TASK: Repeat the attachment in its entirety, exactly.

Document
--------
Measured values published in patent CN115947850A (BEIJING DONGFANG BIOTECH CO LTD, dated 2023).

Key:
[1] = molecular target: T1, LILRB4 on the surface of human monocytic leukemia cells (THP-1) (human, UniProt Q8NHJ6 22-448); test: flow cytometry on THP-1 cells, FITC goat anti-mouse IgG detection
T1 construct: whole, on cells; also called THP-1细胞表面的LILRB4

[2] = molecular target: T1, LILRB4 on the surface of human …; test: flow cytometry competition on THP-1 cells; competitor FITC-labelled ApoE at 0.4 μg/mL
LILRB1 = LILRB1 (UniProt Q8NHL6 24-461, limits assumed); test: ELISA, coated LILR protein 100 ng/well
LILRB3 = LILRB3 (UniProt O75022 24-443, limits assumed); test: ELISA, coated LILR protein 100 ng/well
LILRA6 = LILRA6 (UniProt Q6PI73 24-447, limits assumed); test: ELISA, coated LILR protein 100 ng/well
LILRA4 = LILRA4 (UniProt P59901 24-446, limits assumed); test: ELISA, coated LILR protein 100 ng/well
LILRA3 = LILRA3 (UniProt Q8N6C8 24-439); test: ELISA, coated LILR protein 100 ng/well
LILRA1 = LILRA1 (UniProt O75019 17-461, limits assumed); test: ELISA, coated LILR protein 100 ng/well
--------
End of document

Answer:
Measured values published in patent CN115947850A (BEIJING DONGFANG BIOTECH CO LTD, dated 2023).

Key:
[1] = molecular target: T1, LILRB4 on the surface of human monocytic leukemia cells (THP-1) (human, UniProt Q8NHJ6 22-448); test: flow cytometry on THP-1 cells, FITC goat anti-mouse IgG detection
T1 construct: whole, on cells; also called THP-1细胞表面的LILRB4

[2] = molecular target: T1, LILRB4 on the surface of human …; test: flow cytometry competition on THP-1 cells; competitor FITC-labelled ApoE at 0.4 μg/mL
LILRB1 = LILRB1 (UniProt Q8NHL6 24-461, limits assumed); test: ELISA, coated LILR protein 100 ng/well
LILRB3 = LILRB3 (UniProt O75022 24-443, limits assumed); test: ELISA, coated LILR protein 100 ng/well
LILRA6 = LILRA6 (UniProt Q6PI73 24-447, limits assumed); test: ELISA, coated LILR protein 100 ng/well
LILRA4 = LILRA4 (UniProt P59901 24-446, limits assumed); test: ELISA, coated LILR protein 100 ng/well
LILRA3 = LILRA3 (UniProt Q8N6C8 24-439); test: ELISA, coated LILR protein 100 ng/well
LILRA1 = LILRA1 (UniProt O75019 17-461, limits assumed); test: ELISA, coated LILR protein 100 ng/well